Q & R: When is violence justified?

Here's the Q:
Just finished reading your book. When, where or is violence ever justified? To protect others from grave harm or death? If you have the time to do so I would like to discuss this with you. Thank you.

Here's the R:
Good question. Anything I say briefly will be subject to misconstrual, but let me risk offering something I hope will be both honest and brief.

For starters, let me define violence like this: a forceful action intended to cause pain, harm, or death.

With that definition, my answer to your question would be never.

But that would raise a related question using a different word: when, where, or is nonviolent force ever justified?

And I would say it is appropriate to use nonviolent force to impede injustice and harm. That's what I believe Jesus meant by "turn the other cheek." Here's the late Walter Wink explaining:

https://www.youtube.com/watch?v=gC8pffvX1to

 

In other words, for me, force and violence aren't the same thing. I would use nonviolent force to protect vulnerable people, but my goal would be to protect the victims and stop the oppressor.

One other thing. Peacemaking doesn't start when an attacker is coming. Peacemaking addresses the conditions that turn people into potential attackers.

Those are a few super-quick thoughts ... again, easily misunderstood because of their brevity ... that I hope will be useful.

 

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Q & R: A Bloody Mess for Eternity?

Here's the Q:

Hi Brian,

I know that you were raised in the brethren church like I was and my 82 year old father just came for a visit the other day and he's still staunchly in the old theology, he blurts out phrases and old remembrances thinking to comfort me, but they only seem to make me saddened for him.

He went on and on this time about the blood, how it's all about the blood and how the blood is the focus of everything important. It has stayed with me as I remember those sermons, hymns and tropes from my days in the pews and I just can't seem to shake the feeling that they (and he) have got to be wrong.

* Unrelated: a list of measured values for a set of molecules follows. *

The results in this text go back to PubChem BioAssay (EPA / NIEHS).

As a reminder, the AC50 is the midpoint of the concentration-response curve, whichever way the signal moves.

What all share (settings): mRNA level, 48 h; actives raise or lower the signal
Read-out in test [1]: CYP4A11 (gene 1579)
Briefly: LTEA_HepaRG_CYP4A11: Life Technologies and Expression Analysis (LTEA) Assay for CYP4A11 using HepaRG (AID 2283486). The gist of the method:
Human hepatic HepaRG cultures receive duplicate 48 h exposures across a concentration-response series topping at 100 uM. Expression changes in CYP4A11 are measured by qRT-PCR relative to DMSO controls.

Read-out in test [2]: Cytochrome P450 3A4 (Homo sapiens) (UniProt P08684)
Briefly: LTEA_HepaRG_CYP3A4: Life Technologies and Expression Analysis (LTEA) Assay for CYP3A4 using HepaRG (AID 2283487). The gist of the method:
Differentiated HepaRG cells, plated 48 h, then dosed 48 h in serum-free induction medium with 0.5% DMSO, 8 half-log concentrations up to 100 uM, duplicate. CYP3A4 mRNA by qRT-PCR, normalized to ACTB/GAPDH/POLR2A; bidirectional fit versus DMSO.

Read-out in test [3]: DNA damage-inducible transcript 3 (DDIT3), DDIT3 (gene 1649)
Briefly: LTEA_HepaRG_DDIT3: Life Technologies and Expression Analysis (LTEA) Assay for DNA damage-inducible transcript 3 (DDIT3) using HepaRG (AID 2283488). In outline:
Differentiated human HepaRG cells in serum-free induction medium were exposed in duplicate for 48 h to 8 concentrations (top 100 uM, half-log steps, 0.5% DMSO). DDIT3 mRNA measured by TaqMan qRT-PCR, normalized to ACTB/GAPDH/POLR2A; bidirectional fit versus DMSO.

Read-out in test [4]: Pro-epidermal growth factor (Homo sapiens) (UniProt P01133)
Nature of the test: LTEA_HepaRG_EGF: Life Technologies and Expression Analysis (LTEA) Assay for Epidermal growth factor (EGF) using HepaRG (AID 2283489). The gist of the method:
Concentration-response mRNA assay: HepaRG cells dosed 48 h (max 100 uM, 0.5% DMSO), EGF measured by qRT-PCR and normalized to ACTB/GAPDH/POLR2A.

In the evolution of my faith I have come to know a god of love, not one of violence, who needs violence, who achieves the plan with violence. Can you please help me think this through? There has to be something either wrongly translated or wrongly understood, or intentionally screwtaped for the distortion of the future. It can't be that God intended everything to be a bloody mess for eternity, can it?

If you've written on this I must have missed it and would so appreciate anything you could point me to that might help me unwrap this in my head. You've been such a great guide for me out of the darkness, I am truly grateful. Thanks again.

Here's the R:

Two places I think you'll get some help from me - three, actually:

  1. Why Did Jesus, Moses, the Buddha, and Mohammed Cross the Road? In the chapters on original sin and eucharist, I give a summary of some of Rene Girard's seminal work that I think you'll find helpful.
  2. The Great Spiritual Migration: The middle section, especially.
  3. A New Kind of Christianity: One of the sections addresses the question: Is God Violent?

Obviously, I think you're on the right track, and I hope these resources will be helpful. I'd encourage you to also see work by Brian Zahnd and Derek Flood, who are doing such good work in this regard, among many others.

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A dream while napping in church …

In my book The Great Spiritual Migration, I talk about the church as school of love.

This post reflects a similar perspective - well worth reading!

http://ptstulsa.edu/DeeperRepair

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Q & R: Belief VERSUS Practice, or Belief AND Practice?

Here's the Q:
As a 20+ year employee of a conservative Evangelical organization, I may seem an unlikely one to appreciate your work. However, that is not the case.

I have long articulated what I believe to be a false dichotomy made during the fundamentalist-modernist controversy between the “beliefs” chosen by the fundamentalists and the “practice” adopted by the modernists. In reading “The Great Spiritual Migration,” I resonate so much with a large portion of what you embrace. Admittedly, I still find myself compelled to not abandon most of what might be identified as fundamental beliefs, but I resonate with the posture that sees Christianity as much larger than any of our theological systems, and see the desperate need for a movement to break the grasp that holds “evangelicalism” captive to valuing doctrine over practice. Candidly, I almost feel the same dichotomy coming from your writing but from the opposite perspective, as if one must “give up” certain beliefs in order to adopt a healthy posture toward justice, stewardship, etc. I, for one, do not believe that is the case.